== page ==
Late onset hypocalcemia occurs beyond the initial neonatal period. This is usually not seen in breast fed infants.


Time period: 5 days to 6 weeks after delivery


Causes of hypocalcemia:

(1) diet high in phosphate (cow's milk or infant formula). This can result in an elevated serum phosphate concentration. It can also precipitate calcium in the diet as calcium phosphate.

(2) decreased responsiveness of immature parathyroid glands to the elevated phosphate

(3) concomitant vitamin D deficiency

(4) concomitant hypomagnesemia


Clinical manifestations:

(1) convulsions

(2) laryngospasm

(3) irritability and muscle tremors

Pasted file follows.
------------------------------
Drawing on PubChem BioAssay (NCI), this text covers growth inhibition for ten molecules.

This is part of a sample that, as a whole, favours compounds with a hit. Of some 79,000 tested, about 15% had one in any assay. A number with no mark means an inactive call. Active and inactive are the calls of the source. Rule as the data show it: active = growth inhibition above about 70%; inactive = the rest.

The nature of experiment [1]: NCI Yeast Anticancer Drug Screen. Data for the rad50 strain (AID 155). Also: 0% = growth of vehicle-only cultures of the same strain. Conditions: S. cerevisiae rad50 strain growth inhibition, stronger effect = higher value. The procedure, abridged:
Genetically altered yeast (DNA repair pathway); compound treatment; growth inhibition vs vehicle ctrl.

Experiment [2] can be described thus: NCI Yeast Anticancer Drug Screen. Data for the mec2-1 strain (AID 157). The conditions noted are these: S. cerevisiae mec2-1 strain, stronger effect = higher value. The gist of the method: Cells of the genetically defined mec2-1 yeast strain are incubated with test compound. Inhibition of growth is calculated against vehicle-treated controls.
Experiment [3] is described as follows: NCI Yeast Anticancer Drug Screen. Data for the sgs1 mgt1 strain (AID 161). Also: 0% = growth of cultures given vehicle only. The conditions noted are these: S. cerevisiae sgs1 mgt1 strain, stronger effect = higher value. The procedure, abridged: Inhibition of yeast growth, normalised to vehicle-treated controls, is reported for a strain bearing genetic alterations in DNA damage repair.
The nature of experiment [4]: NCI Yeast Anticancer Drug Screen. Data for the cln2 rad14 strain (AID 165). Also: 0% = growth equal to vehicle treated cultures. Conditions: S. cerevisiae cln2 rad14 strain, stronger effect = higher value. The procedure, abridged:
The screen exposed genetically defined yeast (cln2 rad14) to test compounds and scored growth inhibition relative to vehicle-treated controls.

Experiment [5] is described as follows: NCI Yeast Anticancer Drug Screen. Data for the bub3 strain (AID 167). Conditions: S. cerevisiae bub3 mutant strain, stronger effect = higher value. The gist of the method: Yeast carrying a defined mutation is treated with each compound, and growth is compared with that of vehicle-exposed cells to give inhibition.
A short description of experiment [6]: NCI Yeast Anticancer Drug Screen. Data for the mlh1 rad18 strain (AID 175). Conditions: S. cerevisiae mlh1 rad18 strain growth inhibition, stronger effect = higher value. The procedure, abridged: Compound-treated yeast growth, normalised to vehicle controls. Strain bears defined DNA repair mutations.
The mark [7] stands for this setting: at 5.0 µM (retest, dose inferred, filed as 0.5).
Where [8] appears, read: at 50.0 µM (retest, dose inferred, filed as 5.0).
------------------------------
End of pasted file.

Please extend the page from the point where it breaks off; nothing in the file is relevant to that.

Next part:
(4) ECG abnormalities (prolonged QT interval, conduction abnormalities)

(5) rarely heart failure


Laboratory findings:

(1) low serum calcium concentration

(2) high serum phosphate concentration

(3) normal serum creatinine (to exclude severe renal dysfunction as the cause of the elevated phosphate)


Differential diagnosis:

(1) severe renal dysfunction

(2) meningitis

(3) intracerebral hemorrhage

(4) hypoparathyroidism


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